It defies common sense that a father would leave on a business trip for so many days while neither “seeking instructions” from his daughter beforehand nor “filing a report” with her after departing! What’s more, the one serving as mother didn’t explain or even mention things like “Where is he traveling?” and “When will he be back?” Besides which, the night the father left on his business trip, the mother’s green peppers with julienne potatoes, normally her signature dish, were salty enough to cause a person to die of thirst; and she served it with a bottle of brown vinegar instead of soy sauce!
      Even after a few days, Lychee hadn’t the courage to question his colleagues about it. Still less did she have the courage to ask the relevant department of the company where he worked.
      She was in a daze and was thoroughly exhausted from morning to night. Even the class leader at school asked her if she needed to see a doctor. During this time, if she received notice that some specific situation existed or some denouement had been settled upon, even if it was something of the utmost importance, and despite its imminent arrival, even the worst of news might seem like it was hanging in the air while her brain dashed crazily from one heart palpitation to another dozens or hundreds of times.
      In contrast, she’d become instantly unperturbed when she’d received a call that morning from an unknown number, asking her to go to Three Strokes room 304 at 9:30.
      The first thing she did was ask, “Do I need to tell my daughter whether I’ll be coming home today?”
      The other party's reply was very placid, even to the point of amicability. “That won’t be necessary. You will of course be going home today, although you will have to ask your employer for leave.”
      She became even more at ease. It was no problem asking the school for leave. The class leader had already encouraged her to see a doctor, so this time all she’d have to do was say she had a doctor’s appointment. As collaborated by her later experience, the only thing she hadn’t expected at first was that she wouldn’t be able to see him this time. This showed that she hadn’t sufficiently allowed for the vagaries of real life, making her mental preparations to no avail: how not to lose control of herself in front of the case worker the moment she saw him.
      She sat in room 304 being interrogated all morning. As explained in the New China Dictionary, “interrogation” is a “severe cross-examination”. Put that way, “interrogation” appears obviously harsh as applied to her, a law-biding, public-serving citizen and a hard-working “People’s teacher” of upright character. Accepting that term is unavoidably argumentative, but once your husband is suspected of committing a crime, you need to cooperate in any investigation right then. The Chinese vocabulary should create a new word between “interrogation” and “inquiry” to get closer to the situation she was now facing. What new word should be created?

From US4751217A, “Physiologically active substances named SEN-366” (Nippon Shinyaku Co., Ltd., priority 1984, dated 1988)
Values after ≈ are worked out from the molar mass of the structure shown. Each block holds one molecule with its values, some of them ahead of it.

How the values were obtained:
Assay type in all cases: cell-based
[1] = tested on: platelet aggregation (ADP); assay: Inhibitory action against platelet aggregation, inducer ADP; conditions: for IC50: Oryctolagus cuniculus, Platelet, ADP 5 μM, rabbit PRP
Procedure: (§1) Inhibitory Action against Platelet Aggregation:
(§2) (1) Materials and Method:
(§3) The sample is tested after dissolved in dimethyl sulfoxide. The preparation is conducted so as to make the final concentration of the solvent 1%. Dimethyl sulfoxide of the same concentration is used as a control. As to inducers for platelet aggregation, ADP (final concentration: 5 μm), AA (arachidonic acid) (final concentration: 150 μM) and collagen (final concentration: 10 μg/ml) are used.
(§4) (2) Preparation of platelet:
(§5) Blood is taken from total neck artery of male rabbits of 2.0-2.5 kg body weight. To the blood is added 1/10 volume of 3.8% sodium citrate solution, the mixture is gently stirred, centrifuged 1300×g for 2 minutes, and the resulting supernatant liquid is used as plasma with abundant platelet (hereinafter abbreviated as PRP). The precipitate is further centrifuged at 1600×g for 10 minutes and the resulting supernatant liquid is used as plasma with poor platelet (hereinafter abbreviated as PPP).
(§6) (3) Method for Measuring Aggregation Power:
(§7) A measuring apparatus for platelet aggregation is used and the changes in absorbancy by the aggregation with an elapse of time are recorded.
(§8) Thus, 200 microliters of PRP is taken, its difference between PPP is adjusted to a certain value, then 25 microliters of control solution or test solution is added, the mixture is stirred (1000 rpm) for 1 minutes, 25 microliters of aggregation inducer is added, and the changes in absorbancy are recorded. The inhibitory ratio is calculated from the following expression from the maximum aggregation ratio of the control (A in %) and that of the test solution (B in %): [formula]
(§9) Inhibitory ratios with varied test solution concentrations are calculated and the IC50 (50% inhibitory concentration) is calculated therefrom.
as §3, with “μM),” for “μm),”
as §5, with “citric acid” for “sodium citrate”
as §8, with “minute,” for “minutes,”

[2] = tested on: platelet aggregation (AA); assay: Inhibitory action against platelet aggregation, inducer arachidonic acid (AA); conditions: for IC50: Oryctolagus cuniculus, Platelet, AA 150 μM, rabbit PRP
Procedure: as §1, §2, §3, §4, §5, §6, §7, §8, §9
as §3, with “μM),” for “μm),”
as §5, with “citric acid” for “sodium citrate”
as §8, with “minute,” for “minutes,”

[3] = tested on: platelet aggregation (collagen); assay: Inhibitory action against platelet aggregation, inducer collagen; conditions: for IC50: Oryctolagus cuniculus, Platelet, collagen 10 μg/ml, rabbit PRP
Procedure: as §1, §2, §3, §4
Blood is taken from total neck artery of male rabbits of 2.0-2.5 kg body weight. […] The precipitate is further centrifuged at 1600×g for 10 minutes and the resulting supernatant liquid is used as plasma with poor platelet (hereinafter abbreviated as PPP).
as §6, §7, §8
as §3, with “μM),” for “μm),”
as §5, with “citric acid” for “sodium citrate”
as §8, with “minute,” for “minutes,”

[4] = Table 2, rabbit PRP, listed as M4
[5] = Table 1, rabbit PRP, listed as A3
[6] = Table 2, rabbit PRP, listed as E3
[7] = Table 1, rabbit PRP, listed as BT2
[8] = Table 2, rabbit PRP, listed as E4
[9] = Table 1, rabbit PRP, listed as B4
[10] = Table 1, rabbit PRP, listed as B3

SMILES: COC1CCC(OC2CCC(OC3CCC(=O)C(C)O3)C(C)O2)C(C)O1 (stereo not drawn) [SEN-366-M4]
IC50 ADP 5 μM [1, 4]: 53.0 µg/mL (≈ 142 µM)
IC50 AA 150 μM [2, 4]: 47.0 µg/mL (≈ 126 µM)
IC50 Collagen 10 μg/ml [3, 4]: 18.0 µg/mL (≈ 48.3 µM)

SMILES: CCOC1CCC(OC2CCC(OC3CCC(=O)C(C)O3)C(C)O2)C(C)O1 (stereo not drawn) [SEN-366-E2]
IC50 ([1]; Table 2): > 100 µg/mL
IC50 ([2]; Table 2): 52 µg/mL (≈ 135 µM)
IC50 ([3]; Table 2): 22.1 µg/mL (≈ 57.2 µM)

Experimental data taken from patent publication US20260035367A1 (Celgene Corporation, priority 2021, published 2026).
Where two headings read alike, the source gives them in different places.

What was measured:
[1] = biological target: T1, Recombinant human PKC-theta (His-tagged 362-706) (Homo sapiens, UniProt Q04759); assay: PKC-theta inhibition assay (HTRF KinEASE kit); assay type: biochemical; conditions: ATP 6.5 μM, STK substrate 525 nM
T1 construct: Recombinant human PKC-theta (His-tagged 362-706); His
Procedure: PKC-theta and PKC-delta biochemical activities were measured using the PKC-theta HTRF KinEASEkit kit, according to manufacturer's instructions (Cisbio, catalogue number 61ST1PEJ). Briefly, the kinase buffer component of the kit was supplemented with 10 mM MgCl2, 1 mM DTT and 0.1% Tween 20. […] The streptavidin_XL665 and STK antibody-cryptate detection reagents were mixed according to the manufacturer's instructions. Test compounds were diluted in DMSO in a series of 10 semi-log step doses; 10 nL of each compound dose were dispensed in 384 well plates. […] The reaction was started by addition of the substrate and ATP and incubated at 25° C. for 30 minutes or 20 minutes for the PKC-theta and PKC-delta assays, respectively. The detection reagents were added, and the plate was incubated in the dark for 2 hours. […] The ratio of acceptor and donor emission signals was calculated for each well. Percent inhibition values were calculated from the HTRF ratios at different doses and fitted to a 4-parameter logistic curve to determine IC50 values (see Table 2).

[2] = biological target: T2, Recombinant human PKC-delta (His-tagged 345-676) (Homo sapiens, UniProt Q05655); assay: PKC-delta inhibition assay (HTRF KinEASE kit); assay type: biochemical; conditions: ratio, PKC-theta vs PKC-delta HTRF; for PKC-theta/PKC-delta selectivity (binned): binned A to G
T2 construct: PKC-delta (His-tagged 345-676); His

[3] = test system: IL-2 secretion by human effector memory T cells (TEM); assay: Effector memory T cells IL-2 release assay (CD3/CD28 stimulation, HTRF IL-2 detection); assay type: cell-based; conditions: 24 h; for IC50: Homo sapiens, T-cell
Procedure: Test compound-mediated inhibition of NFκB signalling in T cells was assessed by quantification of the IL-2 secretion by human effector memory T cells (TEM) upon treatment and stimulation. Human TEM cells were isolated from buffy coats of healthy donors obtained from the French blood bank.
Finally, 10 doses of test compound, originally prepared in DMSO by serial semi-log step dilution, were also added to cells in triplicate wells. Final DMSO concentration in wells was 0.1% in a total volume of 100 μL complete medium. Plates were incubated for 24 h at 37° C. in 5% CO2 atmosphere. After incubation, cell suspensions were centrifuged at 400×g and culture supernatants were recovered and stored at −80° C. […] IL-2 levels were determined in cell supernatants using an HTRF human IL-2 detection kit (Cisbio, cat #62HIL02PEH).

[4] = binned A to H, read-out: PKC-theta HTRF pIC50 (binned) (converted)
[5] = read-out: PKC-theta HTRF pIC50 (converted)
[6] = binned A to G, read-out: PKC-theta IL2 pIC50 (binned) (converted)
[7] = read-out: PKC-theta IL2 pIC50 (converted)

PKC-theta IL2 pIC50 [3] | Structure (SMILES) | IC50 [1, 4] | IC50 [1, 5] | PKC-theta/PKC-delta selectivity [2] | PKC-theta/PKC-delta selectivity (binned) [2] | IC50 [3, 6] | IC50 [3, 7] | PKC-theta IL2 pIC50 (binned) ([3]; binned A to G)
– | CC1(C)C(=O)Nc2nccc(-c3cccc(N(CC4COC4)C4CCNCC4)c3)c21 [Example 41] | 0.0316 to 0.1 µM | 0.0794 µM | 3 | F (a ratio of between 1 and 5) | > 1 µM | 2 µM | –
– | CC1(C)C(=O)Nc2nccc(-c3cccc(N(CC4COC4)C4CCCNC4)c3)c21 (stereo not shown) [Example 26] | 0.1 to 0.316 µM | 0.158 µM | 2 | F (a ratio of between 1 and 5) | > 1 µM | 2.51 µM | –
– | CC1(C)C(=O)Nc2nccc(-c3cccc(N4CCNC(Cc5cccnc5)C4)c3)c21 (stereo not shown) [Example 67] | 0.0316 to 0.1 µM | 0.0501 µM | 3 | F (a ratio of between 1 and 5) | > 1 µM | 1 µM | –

Many years previously, Three Strokes had not been utilized for external matters. It had a special designation, frequently referred to and tacitly understood by civil servants in this city, as a place dedicated to internal cases. Of course, the room Lychee was in was not furnished like a guest house. It had a rather rigid three-person sofa with a glass side-table opposite an extra-long desk. A black video camera was installed on one side of the door frame above the desk. Two interrogators sat upright behind the desk, one tending to fat and the other noticeably lean. She sat on the sofa and there was a TV set installed on the wall behind her. She momentarily wondered to herself whether the place had indeed been set up as a guest room in a hotel and the TV was a leftover.
      The questioning that morning was simple and rather relaxed. Once her name, occupation, residency and other elements of her household registration were out of the way, the questions quickly became more substantive: “Two years ago, Woody Xiao formed a liaison with a unit in this company during the bidding process for the production of equipment. At the time, he was also the person in charge. According to reports, Woody Xiao received hundreds of thousands in bribes because of that. Do you or do you not know of this matter?”
      Lychee had already had an idea why she’d been called to Three Strokes before she got there. She couldn’t help feeling nervous but wasn’t as apprehensive as she had been at first. She’d come to cooperate with the investigation. From beginning to end they used language like "request" and "necessity". Of course there’s a subtle distinction depending on whether those two words are used lightly or with force, but she’d certainly not been called to Three Strokes because of anything she herself had done, because in her own life she’d never had anything to do with this building. Today, the general reason for finally having a connection with this building that was such stranger to her, even though she’d heard about it on more than one occasion, had to have something to do with her husband.
      The term “husband” is more respectful than “hubby” but also more distant. Relationships between people in this world are roughly divided into three types – one is blood relationships, and another is relationships outside blood lines. Lying between these two are unions of two people not related by blood who join to produce a kind of blood relationship. Those people have a relationship that is something different, one that is both distinct and fuzzy, both tough and fragile. That relationship is called: husband and wife.